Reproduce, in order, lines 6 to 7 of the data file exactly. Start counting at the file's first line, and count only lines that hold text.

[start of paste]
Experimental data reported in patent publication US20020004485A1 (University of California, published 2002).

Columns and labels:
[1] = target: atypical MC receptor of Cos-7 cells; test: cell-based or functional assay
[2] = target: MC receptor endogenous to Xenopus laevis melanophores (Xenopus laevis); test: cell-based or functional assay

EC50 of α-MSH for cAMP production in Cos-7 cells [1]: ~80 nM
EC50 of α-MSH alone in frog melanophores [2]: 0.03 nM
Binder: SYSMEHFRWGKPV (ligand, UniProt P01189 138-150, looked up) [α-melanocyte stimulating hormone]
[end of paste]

EC50 of α-MSH alone in frog melanophores [2]: 0.03 nM
Binder: SYSMEHFRWGKPV (ligand, UniProt P01189 138-150, looked up) [α-melanocyte stimulating hormone]